I run my A/C on max cool and it pretty much runs non stop. I also use some fans to help circulate the air inside. This year I added a small 8k btu portable A/C to supplement the roof unit, and had no issues with keeping it cool in 100 degree weather, although I did have great shade this time.

    For a hybrid you should be in much better shape as they are significantly better insulated than a pup. As long as you have power you should be fine with the A/C. I would recommend getting the larger 15k btu one if you have a choice, and I think the ducted units do a better job of cooling the whole camper than the more traditional style with the vents on the panel only. When we do move to a hybrid I plan to still use pugs and reflectix as needed.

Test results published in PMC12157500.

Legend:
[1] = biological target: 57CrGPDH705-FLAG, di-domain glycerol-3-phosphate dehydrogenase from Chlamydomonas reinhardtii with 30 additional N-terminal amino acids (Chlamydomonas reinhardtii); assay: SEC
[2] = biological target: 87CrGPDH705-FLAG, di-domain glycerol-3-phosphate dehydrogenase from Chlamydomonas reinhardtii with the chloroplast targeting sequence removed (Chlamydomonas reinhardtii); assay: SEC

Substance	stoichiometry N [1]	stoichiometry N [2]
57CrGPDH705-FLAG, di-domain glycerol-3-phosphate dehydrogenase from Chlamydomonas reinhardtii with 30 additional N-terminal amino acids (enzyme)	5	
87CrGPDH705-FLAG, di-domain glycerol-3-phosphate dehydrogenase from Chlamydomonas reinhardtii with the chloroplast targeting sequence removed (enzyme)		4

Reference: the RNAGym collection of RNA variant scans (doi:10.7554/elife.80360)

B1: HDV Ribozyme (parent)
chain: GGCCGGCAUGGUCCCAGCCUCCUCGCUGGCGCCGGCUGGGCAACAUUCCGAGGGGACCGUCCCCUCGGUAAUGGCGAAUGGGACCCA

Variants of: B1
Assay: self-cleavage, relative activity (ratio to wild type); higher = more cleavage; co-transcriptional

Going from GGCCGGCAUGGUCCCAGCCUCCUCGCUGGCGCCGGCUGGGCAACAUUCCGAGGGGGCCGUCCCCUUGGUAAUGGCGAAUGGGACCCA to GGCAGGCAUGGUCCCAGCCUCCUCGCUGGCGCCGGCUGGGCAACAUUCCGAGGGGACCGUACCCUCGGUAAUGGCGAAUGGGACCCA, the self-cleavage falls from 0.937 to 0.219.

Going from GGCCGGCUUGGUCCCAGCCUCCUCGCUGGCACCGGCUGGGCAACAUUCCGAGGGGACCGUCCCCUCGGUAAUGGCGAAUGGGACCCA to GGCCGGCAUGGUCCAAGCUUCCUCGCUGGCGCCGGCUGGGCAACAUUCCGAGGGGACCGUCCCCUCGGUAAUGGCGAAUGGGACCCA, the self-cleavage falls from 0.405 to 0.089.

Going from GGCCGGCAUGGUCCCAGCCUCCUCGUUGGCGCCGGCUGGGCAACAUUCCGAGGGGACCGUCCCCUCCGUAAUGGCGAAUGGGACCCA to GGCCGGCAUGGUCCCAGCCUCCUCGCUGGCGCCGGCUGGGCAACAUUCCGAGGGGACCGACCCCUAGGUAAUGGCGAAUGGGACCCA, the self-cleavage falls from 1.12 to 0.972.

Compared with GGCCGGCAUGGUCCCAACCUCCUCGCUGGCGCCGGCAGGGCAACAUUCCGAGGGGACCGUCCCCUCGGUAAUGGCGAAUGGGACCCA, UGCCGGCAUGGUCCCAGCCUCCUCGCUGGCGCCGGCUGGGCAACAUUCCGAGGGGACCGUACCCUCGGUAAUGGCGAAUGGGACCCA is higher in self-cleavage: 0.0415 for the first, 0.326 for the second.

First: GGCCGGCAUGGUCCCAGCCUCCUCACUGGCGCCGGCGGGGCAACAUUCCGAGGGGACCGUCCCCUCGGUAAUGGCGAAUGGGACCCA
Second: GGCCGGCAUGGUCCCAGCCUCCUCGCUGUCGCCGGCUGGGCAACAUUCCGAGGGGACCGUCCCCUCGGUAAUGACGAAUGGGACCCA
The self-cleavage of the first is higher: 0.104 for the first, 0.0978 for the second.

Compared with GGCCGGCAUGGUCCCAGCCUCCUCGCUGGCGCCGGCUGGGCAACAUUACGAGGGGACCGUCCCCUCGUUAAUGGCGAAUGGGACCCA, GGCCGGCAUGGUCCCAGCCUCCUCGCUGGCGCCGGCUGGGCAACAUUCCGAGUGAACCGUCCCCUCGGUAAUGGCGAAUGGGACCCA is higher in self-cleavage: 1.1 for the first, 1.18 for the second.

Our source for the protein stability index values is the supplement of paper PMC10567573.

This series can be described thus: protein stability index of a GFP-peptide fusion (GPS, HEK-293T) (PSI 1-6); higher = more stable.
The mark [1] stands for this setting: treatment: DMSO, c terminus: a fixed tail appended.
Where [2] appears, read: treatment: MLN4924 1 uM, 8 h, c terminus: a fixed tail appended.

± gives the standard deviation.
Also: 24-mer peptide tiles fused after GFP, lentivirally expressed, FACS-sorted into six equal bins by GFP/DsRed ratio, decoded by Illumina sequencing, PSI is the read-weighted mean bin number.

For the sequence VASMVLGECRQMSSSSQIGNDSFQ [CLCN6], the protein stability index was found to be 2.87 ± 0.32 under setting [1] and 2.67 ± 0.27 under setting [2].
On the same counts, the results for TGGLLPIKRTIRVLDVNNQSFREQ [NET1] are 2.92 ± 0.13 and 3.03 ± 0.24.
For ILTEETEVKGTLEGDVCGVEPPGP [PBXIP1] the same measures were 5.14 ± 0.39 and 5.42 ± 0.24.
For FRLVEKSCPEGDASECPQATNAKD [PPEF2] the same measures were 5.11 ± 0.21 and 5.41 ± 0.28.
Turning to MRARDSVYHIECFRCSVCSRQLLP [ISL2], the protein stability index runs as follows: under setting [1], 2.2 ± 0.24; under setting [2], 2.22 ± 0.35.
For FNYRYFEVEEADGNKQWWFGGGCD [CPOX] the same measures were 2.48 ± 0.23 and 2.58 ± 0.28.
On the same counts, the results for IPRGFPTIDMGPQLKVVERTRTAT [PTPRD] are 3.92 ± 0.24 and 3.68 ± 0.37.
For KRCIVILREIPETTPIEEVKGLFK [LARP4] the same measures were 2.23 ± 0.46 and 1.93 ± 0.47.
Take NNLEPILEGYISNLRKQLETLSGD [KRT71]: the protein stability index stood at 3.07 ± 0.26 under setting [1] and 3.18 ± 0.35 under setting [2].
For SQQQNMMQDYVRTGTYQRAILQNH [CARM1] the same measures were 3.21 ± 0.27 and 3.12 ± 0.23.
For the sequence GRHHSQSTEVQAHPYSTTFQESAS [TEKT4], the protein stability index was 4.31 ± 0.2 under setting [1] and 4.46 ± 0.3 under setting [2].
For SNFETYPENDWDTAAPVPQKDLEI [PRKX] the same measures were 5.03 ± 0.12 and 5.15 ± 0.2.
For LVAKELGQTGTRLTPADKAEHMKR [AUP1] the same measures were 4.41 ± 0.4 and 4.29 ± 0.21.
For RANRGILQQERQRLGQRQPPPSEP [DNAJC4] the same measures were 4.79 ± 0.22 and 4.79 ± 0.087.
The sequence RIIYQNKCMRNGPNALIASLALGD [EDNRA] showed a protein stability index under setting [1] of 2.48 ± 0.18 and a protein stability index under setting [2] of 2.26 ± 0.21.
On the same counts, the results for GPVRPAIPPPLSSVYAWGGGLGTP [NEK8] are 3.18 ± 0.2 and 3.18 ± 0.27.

11. Athomeinthpines

    Athomeinthpines New Member

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    Oct 9, 2018
    Madison, Alabama
    With a hybrid you can always turtle during the hot summer days or choose to open only one bunk until nightfall. Make sure you have roof air, it will make a big difference over side air. In some of the Starcraft units we looked at, the side air was a 5000 or 8000 btu and would not cut it "down south" in the summer. We don't have experience during the winter, but I am certain that between a gas furnace and electric heater you should be ok in most weather. Likely the water would freeze before you do.
     
  12. daveo1289

    daveo1289 Member

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    Apr 24, 2012
    Rochester NY
    During the extreme heat, we close the bunk ends to help cool the unit. The AC will maintain a good bit of comfort that way. heating has never been an issue with us. The heater will keep the unit warm without any problem. We do close the bunk end drapes during the day to keep the heat or cool, depending on the season, in the body of the unit.
     
    Athomeinthpines likes this.